Top tips to help you ace your English speaking exam

As we’ve seen before, there’s a wide range of English exams available for you to check your level or prove you abilities with. Although all exams are slightly different, these speaking tips will help you to score highly in the speaking portion of any exam.

1. Research the structure of the test

Most English exams have information about how the test is structured on their websites. Make sure you read this carefully or ask your teacher to explain it. Knowing what to expect in the test will make you feel more confident, and understanding what you need to do in each section will help you make sure you meet the requirements to pass.

2. Make sure you answer the questions

Examiners are trained to spot people who have memorised answers before the exam. One of the ways they spot this is when people give an answer that is related to a question but doesn’t actually answer it.

Make sure you listen to the questions or read them carefully and answer all the points needed. It’s fine to add more information afterwards but make it your priority to cover all the information you need to give in order to fully answer the question first.

3. Prepare well but don’t memorise answers

Make sure you can cover all the basic information that you know you will need for the exam. Think about how to talk about your past, your goals for the future, things you like (and don’t like), your daily life and the place you live in. These are all common topics asked about in the opening questions of speaking exams. Don’t just memorise answers for questions, though. The examiner will be able to tell and in some exams, you will lose marks for this.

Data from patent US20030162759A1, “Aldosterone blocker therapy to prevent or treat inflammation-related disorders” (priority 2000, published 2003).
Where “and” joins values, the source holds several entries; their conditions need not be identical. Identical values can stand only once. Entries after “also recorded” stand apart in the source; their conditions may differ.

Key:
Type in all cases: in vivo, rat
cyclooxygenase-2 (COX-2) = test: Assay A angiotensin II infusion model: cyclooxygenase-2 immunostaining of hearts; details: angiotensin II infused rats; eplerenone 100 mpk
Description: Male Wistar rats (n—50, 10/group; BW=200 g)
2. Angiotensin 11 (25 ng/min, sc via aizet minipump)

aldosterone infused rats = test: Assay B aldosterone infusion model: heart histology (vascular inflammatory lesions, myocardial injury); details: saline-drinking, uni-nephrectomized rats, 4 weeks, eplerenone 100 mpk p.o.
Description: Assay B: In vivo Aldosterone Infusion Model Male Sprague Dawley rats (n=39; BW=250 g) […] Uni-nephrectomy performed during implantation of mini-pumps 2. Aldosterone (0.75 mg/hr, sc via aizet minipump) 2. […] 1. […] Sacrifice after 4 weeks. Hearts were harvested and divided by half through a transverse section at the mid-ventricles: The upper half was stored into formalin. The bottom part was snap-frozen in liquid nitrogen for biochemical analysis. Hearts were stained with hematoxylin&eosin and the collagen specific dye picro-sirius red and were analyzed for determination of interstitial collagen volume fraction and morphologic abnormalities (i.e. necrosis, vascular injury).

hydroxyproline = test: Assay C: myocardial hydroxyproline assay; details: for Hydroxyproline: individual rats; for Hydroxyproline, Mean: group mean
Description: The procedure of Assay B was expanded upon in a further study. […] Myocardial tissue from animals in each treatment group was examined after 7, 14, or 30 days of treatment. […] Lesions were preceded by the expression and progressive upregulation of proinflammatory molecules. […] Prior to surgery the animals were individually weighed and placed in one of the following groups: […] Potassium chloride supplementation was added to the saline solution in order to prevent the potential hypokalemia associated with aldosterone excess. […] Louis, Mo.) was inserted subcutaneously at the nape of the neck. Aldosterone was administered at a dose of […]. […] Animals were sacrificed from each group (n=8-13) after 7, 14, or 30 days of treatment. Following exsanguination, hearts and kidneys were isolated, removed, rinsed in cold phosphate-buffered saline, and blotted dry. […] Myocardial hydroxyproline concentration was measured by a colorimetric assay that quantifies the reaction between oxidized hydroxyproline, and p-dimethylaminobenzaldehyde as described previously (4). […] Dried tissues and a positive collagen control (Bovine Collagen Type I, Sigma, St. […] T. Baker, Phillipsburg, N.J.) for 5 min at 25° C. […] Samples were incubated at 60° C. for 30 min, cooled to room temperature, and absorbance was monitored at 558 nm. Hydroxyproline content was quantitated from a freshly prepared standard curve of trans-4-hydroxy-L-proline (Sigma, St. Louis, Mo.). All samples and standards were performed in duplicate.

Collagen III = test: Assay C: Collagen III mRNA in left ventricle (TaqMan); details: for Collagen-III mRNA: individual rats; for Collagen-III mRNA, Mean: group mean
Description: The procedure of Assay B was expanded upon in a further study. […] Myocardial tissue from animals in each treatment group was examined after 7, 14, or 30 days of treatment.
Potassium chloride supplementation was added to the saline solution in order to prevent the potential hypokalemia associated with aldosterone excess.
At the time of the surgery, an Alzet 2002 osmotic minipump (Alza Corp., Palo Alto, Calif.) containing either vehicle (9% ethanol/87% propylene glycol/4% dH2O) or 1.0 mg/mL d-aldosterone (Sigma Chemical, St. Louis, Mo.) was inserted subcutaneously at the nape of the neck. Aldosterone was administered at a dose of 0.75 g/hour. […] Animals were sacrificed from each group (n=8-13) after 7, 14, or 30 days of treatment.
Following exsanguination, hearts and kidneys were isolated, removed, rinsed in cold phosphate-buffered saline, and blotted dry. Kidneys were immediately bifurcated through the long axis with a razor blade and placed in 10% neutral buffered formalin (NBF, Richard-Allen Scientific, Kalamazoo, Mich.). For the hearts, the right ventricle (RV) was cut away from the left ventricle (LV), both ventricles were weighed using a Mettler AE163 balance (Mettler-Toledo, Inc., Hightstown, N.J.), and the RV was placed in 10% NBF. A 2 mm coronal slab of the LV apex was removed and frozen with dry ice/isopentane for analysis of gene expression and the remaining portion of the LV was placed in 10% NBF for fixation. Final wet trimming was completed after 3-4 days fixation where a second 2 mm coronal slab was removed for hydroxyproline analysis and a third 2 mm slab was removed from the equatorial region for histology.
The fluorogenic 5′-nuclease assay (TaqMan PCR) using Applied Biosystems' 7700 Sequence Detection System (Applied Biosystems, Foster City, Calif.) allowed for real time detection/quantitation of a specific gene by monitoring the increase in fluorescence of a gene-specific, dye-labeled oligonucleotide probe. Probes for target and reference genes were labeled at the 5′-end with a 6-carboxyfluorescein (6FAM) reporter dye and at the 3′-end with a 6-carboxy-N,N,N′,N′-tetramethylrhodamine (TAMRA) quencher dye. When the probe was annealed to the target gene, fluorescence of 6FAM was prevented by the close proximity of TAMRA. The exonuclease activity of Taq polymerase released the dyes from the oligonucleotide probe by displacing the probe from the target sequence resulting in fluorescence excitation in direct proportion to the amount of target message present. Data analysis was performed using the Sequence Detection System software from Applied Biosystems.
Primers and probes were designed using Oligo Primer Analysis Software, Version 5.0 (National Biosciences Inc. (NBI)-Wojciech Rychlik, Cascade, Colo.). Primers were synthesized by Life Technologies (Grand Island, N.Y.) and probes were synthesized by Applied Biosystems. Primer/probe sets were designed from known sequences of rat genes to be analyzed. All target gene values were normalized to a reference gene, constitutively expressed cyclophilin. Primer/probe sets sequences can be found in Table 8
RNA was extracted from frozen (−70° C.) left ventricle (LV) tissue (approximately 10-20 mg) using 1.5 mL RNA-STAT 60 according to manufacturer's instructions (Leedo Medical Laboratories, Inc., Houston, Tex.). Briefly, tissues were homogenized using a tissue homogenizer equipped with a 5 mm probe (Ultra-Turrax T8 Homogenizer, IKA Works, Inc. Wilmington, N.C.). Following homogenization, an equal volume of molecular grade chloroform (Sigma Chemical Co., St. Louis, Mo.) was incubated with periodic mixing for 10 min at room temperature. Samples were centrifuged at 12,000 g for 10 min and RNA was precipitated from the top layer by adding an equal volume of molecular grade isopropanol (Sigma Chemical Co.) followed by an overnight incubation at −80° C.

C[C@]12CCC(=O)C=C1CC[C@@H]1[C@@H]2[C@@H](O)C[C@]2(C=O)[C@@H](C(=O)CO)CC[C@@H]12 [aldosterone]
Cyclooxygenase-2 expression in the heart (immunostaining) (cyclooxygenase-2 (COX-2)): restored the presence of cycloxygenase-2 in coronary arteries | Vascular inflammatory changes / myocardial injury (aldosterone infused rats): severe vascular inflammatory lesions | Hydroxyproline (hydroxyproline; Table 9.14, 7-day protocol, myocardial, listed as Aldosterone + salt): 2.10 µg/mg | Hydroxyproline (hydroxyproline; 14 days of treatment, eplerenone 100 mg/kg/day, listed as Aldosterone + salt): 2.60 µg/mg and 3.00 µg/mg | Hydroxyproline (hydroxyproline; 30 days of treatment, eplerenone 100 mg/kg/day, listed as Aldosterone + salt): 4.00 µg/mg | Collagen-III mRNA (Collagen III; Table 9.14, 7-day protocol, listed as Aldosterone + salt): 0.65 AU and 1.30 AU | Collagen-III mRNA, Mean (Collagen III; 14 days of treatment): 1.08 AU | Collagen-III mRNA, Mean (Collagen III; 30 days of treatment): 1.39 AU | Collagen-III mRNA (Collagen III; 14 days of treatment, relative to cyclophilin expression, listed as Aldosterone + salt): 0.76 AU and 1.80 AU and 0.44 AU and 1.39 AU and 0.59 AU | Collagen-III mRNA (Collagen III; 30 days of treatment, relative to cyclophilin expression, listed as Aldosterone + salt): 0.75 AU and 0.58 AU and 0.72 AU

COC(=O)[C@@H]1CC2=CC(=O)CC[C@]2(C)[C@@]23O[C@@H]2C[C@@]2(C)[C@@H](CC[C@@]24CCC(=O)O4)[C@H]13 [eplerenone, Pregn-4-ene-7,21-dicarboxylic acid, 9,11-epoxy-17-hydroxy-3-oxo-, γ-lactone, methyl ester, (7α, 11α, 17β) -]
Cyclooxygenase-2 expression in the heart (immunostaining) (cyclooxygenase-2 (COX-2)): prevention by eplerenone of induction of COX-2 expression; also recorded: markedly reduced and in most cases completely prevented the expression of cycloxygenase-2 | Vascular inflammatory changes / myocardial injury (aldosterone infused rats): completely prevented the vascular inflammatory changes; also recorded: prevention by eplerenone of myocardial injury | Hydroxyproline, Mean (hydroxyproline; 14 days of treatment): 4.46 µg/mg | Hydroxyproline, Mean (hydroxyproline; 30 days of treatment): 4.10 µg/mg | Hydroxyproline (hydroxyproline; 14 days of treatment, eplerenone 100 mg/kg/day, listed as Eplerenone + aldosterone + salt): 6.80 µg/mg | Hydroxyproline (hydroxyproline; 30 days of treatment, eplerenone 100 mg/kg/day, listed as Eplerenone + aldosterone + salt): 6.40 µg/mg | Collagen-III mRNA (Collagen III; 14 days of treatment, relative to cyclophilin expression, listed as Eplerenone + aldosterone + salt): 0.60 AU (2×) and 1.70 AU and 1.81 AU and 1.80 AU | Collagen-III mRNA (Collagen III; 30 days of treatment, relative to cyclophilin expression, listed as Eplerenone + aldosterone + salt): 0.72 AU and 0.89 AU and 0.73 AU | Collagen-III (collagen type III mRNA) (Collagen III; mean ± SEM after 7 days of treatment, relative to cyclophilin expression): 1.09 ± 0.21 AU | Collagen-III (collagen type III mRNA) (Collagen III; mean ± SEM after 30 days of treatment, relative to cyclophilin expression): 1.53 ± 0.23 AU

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4. Learn some specialised vocabulary related to your life and interests

In most exams, range and vocabulary are factors in the mark you will get. If you can use specific, advanced vocabulary to talk about your life and interests, you will gain marks.

For example, compare these two statements:

“I have a pet dog. She stays with someone when I am at work.”

“I have a golden retriever. She stays with a dog­sitter when I am at work.”

Just by being more specific, the second answer demonstrates a more advanced level of English. Expand on your answers (show off!) As long as there is enough time, add some extra information to your answers. Adding more detail helps show your range and fluency. It also helps you show off extra vocabulary or interesting sentence structures you are able to use.

For each answer, give the main answer, then explain why and add an example if appropriate. If there is a chance to use an interesting or advanced sentence structure, make sure you take it. Hypothesising using conditional sentences is often a nice way to do this.

5. Keep an eye on the time

This doesn’t apply to all tests but some, for example OPIC, have time limits. If there is a time limit, make sure you leave enough time to answer all the questions.

6. Breathe!

Take a breath before you answer the question. It’ll give you time to think, you’ll have plenty of air in your lungs to speak nice and clearly, and it’ll make you feel more confident. Making sure to breathe regularly also helps you organise your speech into ‘chunks’ that make it easier for the listener to understand.

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